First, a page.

The impact of warming the ocean could lead to new classes of heatwaves we've never seen before – Valerio Lucarini

Researchers are just beginning to investigate other factors. In one early study that has yet to be peer reviewed, Noaa oceanographer Boyin Huang attempts to explain the shortfall by pointing to another long-term (50-70 year) cycle of ocean heating and cooling in the higher latitudes.

While the causes of today's record ocean heat are still to be understood, its impacts are already making themselves felt around the world.

Hurricanes ahead

One of the most notable effects is on precipitation and storm formation. If you have warmer sea surface temperatures, more moisture evaporates, explains Fowler. Global warming is heating the atmosphere at the same time, and warmer air is able to hold on to more moisture. So when it does rain, there is more of it. Plus, the effect is compounding: for every degree of warming, there's the potential for another 7% increase in rainfall and moisture, Fowler says.

The speed at which storm systems intensified in 2023 also took weather forecasters by surprise. "Bomb cyclones", for example, saw mid-latitude cyclones strengthen rapidly. Towards the Tropics, Hurricane Otis hit Acapulco on Mexico's Pacific coast in October 2023 after intensifying from a weak storm to a category five hurricane overnight, as did Hurricane Lee, which battered the Caribbean the month before.

"We think these are the result of warm ocean temperatures rapidly intensifying small storms into really big systems," says Fowler. "But the jury is still out on the precise mechanisms."


Particularly concerning in 2024 will be the potential for more active hurricanes. The recent El Niño system may soon switch to a La Niña phase. La Niña favours the formation of intense and frequent storms in the northern Atlantic off the coast of Africa by reducing wind shear. And with record warm sea surface temperatures transferring more energy to those storms as they then pass overhead, the resulting hurricane season is set to be one of the most active on record. (Learn more about how the most destructive hurricanes are born off the west coast of Africa.)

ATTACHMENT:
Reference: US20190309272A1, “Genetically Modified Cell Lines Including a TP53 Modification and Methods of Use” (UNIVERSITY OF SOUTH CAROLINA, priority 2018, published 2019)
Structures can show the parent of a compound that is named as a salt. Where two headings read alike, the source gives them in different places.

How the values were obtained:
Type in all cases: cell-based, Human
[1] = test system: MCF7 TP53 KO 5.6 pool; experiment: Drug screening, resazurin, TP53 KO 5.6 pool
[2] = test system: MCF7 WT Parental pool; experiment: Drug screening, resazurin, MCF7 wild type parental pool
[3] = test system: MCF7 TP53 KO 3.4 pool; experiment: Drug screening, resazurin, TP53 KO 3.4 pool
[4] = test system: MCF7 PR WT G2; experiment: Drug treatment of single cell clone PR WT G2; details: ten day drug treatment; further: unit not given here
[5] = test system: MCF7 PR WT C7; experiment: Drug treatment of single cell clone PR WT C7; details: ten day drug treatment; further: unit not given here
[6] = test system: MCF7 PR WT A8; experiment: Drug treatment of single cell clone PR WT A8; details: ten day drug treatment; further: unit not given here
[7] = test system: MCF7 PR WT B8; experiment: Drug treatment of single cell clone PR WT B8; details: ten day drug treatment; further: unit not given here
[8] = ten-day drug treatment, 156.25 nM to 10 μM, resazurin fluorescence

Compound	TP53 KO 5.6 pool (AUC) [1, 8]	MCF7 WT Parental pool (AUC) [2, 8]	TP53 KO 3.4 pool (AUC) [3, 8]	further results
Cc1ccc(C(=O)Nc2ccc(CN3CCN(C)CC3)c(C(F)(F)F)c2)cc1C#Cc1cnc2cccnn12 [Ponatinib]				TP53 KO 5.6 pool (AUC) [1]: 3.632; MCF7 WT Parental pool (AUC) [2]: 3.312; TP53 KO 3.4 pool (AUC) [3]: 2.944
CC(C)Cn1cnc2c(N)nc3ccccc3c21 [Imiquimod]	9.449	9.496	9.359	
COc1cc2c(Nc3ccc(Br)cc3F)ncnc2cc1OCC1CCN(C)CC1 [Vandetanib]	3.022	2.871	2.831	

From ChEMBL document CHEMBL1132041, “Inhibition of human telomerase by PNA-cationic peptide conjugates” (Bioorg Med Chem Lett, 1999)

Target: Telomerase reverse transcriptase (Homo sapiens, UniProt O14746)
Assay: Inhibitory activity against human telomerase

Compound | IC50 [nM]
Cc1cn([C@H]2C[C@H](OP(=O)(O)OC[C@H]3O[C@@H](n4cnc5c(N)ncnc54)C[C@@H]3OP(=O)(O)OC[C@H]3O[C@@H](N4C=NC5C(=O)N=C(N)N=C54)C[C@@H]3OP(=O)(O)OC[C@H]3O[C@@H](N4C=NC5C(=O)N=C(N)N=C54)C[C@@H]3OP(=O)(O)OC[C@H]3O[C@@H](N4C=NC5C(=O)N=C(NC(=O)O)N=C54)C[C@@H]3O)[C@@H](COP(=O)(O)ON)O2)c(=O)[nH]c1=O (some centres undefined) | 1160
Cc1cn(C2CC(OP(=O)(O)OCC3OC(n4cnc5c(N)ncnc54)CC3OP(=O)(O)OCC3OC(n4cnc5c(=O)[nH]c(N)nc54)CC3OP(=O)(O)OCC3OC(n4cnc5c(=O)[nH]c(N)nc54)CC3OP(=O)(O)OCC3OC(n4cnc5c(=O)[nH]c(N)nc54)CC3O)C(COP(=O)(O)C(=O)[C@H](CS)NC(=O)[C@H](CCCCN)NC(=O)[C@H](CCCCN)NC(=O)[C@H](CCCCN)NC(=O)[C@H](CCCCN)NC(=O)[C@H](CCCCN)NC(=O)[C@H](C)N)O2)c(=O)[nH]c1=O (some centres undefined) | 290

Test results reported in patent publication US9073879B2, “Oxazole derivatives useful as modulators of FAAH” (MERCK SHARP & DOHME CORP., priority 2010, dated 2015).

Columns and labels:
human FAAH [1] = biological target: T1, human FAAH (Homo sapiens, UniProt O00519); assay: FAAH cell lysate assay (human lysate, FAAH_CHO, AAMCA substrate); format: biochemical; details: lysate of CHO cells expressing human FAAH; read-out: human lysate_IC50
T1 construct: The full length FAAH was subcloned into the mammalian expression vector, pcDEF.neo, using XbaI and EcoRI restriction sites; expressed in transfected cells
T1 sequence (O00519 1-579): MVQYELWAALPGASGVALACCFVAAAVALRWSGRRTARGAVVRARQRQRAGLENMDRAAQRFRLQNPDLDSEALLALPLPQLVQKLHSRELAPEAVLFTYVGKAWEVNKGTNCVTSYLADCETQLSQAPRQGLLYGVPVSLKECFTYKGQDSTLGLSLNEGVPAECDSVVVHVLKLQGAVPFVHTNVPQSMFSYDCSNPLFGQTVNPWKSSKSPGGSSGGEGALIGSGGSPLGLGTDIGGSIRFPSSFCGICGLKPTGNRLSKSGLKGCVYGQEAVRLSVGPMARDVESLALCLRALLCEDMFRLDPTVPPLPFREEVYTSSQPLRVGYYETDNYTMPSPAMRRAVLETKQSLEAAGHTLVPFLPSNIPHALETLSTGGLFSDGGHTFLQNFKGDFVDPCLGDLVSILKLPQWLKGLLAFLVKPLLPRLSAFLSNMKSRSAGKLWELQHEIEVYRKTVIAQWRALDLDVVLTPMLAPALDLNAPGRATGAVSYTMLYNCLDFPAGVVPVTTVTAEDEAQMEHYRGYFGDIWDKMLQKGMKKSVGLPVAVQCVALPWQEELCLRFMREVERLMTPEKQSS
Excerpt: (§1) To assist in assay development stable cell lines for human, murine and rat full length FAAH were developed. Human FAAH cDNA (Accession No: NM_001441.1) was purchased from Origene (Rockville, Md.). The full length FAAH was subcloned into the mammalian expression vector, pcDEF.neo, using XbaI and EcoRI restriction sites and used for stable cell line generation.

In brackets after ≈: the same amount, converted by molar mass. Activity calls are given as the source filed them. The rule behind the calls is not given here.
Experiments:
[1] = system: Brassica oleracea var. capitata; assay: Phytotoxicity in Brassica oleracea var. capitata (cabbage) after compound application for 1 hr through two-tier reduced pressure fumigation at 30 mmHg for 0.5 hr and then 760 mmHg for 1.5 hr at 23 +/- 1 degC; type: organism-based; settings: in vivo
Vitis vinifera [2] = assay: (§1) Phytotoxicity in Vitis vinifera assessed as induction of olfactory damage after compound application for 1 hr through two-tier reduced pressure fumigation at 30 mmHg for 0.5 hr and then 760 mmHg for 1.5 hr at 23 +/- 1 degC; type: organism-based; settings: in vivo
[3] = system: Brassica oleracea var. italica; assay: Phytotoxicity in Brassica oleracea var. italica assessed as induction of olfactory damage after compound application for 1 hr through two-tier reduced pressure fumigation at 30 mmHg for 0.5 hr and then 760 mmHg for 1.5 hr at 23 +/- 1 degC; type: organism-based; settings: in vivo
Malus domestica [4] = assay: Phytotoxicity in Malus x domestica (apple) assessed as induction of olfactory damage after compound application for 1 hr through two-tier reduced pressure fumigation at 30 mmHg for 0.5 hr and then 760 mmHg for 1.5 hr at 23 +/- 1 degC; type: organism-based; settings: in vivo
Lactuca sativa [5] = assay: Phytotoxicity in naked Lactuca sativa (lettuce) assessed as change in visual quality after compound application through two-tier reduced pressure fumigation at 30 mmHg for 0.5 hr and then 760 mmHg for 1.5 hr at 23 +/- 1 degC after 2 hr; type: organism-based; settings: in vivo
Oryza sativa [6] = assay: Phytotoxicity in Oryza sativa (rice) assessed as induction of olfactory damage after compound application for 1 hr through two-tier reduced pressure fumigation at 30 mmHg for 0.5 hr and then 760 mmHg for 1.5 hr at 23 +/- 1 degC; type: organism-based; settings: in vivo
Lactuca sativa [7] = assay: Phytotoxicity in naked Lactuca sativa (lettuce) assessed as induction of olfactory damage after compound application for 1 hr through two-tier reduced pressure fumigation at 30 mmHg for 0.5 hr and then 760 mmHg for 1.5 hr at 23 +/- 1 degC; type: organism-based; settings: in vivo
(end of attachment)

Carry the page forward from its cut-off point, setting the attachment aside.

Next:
Furthermore, warmer oceans could also produce more extreme, "unicorn" type, heat events, says Valerio Lucarini, professor of applied mathematics at the University of Leicester in the UK. "The impact of warming the ocean could lead to new classes of heatwaves we've never seen before," he says, since warmer oceans lead to greater evaporation and, in turn, higher humidity.

With human survival dependent on the heat index (when humidity and air temperature are considered together), increased ocean warming could lead to repeats of 2023's record heatwaves on land

Suffocating seas 

Beneath the surface too, the impact of warming can be severe. From Australia to Tanzania, coral bleaching is becoming more frequent and extensive, notes Ana Queirós, a marine and climate change ecologist at Plymouth Marine Laboratory in the UK.

Unlike marine organisms such as fish, corals can't move when the ocean around them experiences a heatwave, Queirós explains. With many areas of ocean now undergoing seabed heatwaves, the impact can be "terrible"

More generally, ocean warming is also depriving marine life of vital oxygen and nutrients. Oxygen is less soluble in warmer waters, and since surface water warms up before water lower down, it also becomes less dense, making it harder for water at the top and bottom of the ocean to mix. Without this mixing, nutrients deposited at or near the seafloor struggle to make it back to surface waters, where they are needed by microorganisms such as phytoplankton that form base of the foodweb. In turn, oxygen from surface waters cannot reach the deeper layers of the ocean.